Open, collaborative and brimful of technical insight, Nick Claessen worked extremely hard to deliver a faultless sports science block – the second in an overlapping trio of projects for the client. He smartly overcame the setback of discovering the existing floor slab was suspended rather than ground-bearing, and was commendably innovative in using collapsible cardboard formwork to construct the replacement that was required. Professional, flexible and proactive, he delivered a project that met or exceeded all the client’s hopes.
About the Project
Institute of Sport, University of Hertfordshire
Construction of two-storey sports science block, completed in 46 weeks.
Client: University of Hertfordshire
The construction manager’s ability to hold multiple plates in the air by constant spinning was taken to a new level by Nick Claessen on this sports block. Not only did he start the preconstruction of the scheme while handing over his first project for the client, but he also began the preconstruction of a further project while midway through this second development.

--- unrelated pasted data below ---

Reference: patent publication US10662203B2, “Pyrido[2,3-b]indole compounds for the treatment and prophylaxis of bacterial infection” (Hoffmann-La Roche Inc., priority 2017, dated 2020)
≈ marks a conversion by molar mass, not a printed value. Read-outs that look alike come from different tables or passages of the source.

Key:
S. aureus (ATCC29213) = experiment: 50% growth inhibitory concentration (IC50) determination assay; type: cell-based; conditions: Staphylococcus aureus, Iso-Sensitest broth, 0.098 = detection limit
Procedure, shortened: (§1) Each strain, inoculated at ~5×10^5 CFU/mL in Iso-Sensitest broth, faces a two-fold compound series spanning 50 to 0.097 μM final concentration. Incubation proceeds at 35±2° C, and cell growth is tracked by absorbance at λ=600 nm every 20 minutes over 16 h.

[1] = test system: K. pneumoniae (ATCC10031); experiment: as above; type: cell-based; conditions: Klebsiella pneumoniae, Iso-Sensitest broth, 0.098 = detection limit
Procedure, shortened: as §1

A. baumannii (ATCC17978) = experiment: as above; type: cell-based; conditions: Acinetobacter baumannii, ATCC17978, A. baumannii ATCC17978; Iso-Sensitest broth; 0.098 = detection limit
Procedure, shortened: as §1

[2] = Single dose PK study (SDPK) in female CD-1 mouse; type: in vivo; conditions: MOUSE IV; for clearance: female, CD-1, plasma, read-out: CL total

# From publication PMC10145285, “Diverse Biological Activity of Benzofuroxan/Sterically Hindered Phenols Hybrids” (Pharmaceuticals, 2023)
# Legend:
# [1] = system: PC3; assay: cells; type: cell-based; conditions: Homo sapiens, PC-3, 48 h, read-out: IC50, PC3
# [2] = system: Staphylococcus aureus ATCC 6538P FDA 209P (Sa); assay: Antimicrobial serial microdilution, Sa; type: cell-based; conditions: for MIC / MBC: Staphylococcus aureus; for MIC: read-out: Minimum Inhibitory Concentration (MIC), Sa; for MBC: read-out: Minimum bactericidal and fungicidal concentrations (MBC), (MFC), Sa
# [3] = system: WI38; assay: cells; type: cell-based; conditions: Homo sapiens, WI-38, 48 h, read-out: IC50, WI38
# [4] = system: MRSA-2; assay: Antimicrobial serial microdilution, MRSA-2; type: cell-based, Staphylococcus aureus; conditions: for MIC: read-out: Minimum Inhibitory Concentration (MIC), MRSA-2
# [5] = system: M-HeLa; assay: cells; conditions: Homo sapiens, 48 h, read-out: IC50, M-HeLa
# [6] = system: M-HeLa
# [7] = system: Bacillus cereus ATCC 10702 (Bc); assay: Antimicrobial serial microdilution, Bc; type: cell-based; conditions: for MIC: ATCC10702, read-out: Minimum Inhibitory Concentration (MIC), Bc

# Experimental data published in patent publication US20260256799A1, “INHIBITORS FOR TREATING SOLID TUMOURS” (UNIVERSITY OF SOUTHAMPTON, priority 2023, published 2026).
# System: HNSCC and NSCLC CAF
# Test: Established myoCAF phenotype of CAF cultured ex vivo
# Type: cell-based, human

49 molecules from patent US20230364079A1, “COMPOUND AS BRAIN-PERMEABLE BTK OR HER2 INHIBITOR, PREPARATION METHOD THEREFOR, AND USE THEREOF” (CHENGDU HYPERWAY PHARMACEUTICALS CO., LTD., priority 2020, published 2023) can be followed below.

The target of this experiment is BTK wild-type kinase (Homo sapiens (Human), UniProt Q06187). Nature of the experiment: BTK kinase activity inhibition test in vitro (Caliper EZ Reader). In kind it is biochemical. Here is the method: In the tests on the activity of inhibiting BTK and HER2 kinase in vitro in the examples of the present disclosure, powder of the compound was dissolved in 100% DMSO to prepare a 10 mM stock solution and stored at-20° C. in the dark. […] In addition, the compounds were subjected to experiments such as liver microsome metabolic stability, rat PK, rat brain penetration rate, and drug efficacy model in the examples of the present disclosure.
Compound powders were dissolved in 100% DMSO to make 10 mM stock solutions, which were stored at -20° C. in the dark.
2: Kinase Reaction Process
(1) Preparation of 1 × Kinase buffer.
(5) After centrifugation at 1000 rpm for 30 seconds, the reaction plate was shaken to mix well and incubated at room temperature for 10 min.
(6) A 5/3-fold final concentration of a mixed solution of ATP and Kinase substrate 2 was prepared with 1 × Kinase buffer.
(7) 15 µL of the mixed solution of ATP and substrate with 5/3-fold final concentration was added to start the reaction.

It is abundantly clear why the client trusts Nick for its major projects. Open, collaborative and brimful of technical insight, he worked extremely hard to deliver a faultless project here.
Take his installation of a new mezzanine floor within the existing, full-height performance hall area. Site investigations revealed that what had been thought to be a ground-bearing slab was actually suspended precast concrete planks with a structural topping that could not have supported the new floor without an enormous amount of remedial work and a challenging installation. Nick’s solution? He broke out the precast planks using a small, lightweight electric excavator, then dug and poured mass-fill pad foundations, and finally erected the mezzanine frame with a spider crane crawling on top of the oversite.
With the site survey indicating the original suspended planks had been installed due to risk of ground heave, the new slab also needed to be suspended. Rather than run the risks involved in craning precast planks into an existing two-storey building, Nick poured a reinforced concrete slab on top of reinforced-cardboard formwork. Once the slab had cured, he fed water through filling points cast into the floor to collapse the formwork.